Customer Review

8 of 10 people found the following review helpful
3.0 out of 5 stars Sporadically Funny, 27 Jun. 2014
This review is from: A Million Ways to Die in the West [DVD] (DVD)
'A Million Ways to Die in the West' is a western-comedy film helmed by Seth MacFarlane (directing, producing, writing and starring.) The film features an accomplished ensemble cast including Charlize Theron, Amanda Seyfried, Neil Patrick Harris, Giovanni Ribisi, Sarah Silverman, and Liam Neeson The film is MacFarlane's second attempt at directing a live- action film, following the release of Ted in 2012.

The film focuses on the cowardly sheep farmer Albert Stark (MacFarlane) who attempts to survive in the extraordinarily treacherous 1880s Wild West, whilst trying to win back the affection of his estranged girlfriend (Seyfried).

The film is intermittently funny - more often than not during sequences void of Albert's presence. Unlike Mark Walberg in Ted, MacFarlane's performance appears tiresome, and his sporadic instances of genuine humour are few and far between. This regrettably means that he generally struggles to maintain interest and generate empathy.

Counteracting this though are strong performances from the rest of the billing, but from Theron in particular, who breathes life and energy into every sequence she's in. The film's narrative in itself is so simplistic and predictable that these performances are really the fundamental factor which contributes to the majority of the enjoyment of the film.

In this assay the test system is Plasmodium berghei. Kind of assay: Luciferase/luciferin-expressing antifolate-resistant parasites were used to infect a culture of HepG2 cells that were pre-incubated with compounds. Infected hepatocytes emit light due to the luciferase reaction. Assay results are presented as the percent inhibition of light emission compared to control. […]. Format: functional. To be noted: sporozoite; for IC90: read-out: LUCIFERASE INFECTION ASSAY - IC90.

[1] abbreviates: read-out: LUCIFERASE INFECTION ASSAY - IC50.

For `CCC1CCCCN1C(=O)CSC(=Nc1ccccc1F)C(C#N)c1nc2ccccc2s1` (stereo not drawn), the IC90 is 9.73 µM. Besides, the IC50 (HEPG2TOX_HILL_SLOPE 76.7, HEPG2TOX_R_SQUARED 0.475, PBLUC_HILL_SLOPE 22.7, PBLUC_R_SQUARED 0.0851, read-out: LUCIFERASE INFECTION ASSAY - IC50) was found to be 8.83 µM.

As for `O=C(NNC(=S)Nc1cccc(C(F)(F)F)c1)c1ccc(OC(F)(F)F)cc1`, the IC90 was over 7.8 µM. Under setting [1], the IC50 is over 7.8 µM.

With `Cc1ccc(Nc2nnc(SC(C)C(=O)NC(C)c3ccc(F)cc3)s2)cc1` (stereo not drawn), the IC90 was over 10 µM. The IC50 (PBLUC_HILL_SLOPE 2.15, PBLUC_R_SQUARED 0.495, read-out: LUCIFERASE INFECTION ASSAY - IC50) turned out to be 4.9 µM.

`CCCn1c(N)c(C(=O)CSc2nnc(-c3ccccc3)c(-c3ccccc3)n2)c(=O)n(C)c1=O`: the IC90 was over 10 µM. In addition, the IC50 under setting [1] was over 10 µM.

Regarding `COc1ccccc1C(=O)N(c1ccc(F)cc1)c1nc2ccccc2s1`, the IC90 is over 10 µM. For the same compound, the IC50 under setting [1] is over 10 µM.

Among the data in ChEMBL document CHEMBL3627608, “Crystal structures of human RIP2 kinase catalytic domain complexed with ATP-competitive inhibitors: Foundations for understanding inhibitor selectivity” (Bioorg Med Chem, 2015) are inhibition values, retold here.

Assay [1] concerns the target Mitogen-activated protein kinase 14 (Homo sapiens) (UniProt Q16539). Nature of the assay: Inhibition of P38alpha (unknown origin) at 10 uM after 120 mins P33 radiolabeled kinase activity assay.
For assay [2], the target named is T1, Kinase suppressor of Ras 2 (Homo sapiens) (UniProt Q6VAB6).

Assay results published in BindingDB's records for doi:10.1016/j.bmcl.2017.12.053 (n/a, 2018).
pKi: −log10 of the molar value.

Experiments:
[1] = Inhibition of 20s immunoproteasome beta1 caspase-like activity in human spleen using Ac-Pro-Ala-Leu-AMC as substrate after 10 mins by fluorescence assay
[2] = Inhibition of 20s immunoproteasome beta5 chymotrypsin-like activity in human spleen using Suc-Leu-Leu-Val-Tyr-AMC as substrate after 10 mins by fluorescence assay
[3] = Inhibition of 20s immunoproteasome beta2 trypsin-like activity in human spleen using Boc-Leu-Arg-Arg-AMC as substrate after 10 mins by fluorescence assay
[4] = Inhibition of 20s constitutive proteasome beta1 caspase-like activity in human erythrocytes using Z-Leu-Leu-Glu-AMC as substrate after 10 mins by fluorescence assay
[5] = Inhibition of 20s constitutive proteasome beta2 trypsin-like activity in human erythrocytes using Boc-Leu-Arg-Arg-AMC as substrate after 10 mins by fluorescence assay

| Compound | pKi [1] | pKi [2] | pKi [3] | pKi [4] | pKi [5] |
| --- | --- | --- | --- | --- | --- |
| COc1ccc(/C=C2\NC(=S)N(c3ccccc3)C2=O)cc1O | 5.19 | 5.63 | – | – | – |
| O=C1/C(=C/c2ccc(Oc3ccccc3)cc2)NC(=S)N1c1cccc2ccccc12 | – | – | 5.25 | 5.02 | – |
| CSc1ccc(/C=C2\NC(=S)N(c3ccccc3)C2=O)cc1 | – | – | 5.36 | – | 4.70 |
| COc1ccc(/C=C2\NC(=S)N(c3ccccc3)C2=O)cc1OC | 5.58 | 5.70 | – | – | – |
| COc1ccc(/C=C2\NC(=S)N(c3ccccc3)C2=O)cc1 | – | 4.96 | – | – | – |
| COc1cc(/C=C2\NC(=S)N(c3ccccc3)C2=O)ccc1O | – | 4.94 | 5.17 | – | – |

The film's pacing comes off as nonchalant and mis-judged, as the film jumps from sequences of intense gross-out humour, to unnecessarily lengthy expositional sequences which essentially act as a narrative bridge to allow MacFarlane to attempt to create some substance behind the amalgamation of toilet humour.

Despite MacFarlane's evident knowledge of the western genre and its conventions, it appears that he struggled to pinpoint the exact purpose of this film. It seems as if 'A Million Way to Die in the West' is the mutual ground between the two films MacFarlane wanted to make: a simplistic and traditional heartfelt drama set in the west, and an over the top gross out slapstick-filled comedy with cowboys. Ultimately this indecision leaves the film feeling almost purposeless, with many minutes spent just waiting for the next inevitable punchline.
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Showing 1-2 of 2 posts in this discussion
Initial post: 16 Jul 2014 10:25:49 BDT
Robster says:
superb review.
Couldn't have put it better myself.

In reply to an earlier post on 17 Jul 2014 12:47:06 BDT
Josh Murphy says:
Thank you for the kind words.
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